- heat control systems
- insulation tests
- the BMS
- communication boards for rapid recharging
- remote monitoring
One of the main things to avoid in order to ensure lithium battery safety is overheating.
So it is very important to monitor the internal temperature of the battery. And the control electronics (the BMS), among other things, also plays this important task: monitoring the power and temperature of the individual cells and communicating with the vehicle hosting the battery and with the battery charger, to block charge and discharge in case of any criticality and intervene on the general contactors.
“But it’s not enough to just check – explains Andrea Rossini – you need to do it in an efficient way and at the right points. What makes the difference is the way in which the BMS control electronics works. Flash Battery was created with the aim of resolving those electronics-related criticalities that would limit the reliability and safety of lithium batteries. And this was our starting point, the area in which we have the most experience and that we have explored the most. Temperature measurement must be done in a widespread way and at the right points, so as to also check contact resistance. This is why Flash Battery lithium batteries have two temperature sensors on each cell”.
The testing activity – which tests must a lithium battery pass?
Rigorous design and the proper selection of materials is not enough. Before it goes on the market, a lithium battery must pass specific tests that verify its safety.
Our goal is to identify the safest chemical for the client’s vehicle. Our technicians in the R&D department do not just limit themselves to using cells certified by the manufacturers or the theoretical study of chemistries, but also base their decisions on the various specific tests with the aim of “stressing” the batteries and identifying possible improvements. One of the most invasive tests, for example, is the Nail Penetration Test, which consists of perforating a battery with a nail, simulating an incident that causes an internal short circuit.
The lithium batteries (single cells or complete batteries) undergo two types of tests, safety tests (including abuse tests) and performance tests.
Lithium battery production companies should test batteries’ safety by subjecting them to operating conditions close to the declared limit (or even outside of the normal range), to be sure that a minimum level of safety is guaranteed for those using and transporting them, even in extreme conditions.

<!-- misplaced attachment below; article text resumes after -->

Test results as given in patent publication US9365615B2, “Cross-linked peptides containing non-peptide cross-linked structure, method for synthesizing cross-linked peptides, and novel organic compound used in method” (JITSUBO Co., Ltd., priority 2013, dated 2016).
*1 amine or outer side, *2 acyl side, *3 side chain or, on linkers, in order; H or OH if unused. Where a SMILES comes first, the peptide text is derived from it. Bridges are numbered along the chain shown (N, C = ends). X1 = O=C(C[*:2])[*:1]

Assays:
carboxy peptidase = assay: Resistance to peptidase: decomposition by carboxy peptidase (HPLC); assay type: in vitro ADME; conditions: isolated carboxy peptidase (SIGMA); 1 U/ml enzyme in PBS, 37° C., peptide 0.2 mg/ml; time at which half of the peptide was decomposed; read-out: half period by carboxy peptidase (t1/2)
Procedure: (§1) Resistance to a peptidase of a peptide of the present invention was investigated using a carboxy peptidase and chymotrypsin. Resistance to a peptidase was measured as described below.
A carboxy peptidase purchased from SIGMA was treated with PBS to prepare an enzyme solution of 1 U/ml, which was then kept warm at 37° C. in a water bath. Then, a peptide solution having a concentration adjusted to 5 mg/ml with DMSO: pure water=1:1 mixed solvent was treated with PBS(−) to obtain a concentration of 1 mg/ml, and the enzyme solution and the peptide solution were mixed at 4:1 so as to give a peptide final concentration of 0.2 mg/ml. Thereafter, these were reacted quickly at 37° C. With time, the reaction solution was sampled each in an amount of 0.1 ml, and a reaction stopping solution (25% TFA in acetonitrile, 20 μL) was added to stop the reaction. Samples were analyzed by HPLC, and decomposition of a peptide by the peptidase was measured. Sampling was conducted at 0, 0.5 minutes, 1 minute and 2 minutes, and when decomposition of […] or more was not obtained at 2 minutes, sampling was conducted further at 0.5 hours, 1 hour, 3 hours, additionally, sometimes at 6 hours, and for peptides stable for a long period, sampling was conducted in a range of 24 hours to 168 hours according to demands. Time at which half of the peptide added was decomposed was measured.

A group of standard tests known as UN38.3 (from the paragraph in the “Manual of Tests and Criteria” that outlines the methodology) constitute a basic requirement for the safe transportation of batteries, and this is required worldwide for carriage by road, ship and air.
The abuse tests that we conduct to “stress” the batteries and experiment with updates include the Nail Penetration Test, which consists of perforating a battery with a nail to simulate an internal short circuit.
Of course, these are tests that are carried out in safe and controlled conditions at a laboratory, and the chances of a cell being penetrated during general use when a lithium battery is installed on an electric vehicle or industrial machinery is very low. But we include this test, because it simulates the worst case scenario of what can happen to a cell, or rather an internal short circuit that can occur due to a manufacturing defect or violation.
Performance tests serve to verify battery performance but also to compare the nominal specifications of batteries, in an objective way, with other batteries of the same type available on the market.
Following a significant rise in the use of lithium batteries in the automotive field, testing activities by lithium battery companies for this type of accumulator have increased dramatically in recent years.
Until a few years ago, there were not many laboratories equipped for the testing of medium/large batteries (or rather, sizes differing from those of single cells and portable devices). But in recent times, a number of different laboratories have been set up in Europe and, in the last year, significant investment has been made in Italy to create laboratories suitable for the execution of these specific tests.
How to reconcile the safety standards with customised solutions
One of our unique features is product customisation. Customisation that never compromises in terms of the safety standards attained. Working on tailor made solutions means ensuring a very high qualitative and, to date, we’ve produced more than 500 different models, producing more than 200MWh.
The secret behind the customisation offered by Flash Battery lies in the use of standardised design solutions and generic functional modules. For every battery feature (mechanical, electrical or electronic), a specific internal design guideline is developed to ensure that the minimum safety requirements are respected for every new project undertaken. In turn, every project is developed using standardised functional base elements that are then integrated based on the client’s specific battery-related requirements.
Before it can be implemented, standardised and adopted in our guidelines, every new technical solution is tested internally (and at external laboratories if necessary) in order to ensure it is reliable and satisfies the necessary requirements.
Choosing to rely on experienced lithium battery manufacturers with the right know-how is therefore a key factor in ensuring the safety of your industrial vehicles. Behind the voltage, Ah and size of a battery lies a complex world, made up of study, research and development, technical tests and, above all, careful choice of components and electronics, aspects which, as well as influencing the performance of the application, are essential to make a lithium battery safe and reliable over time.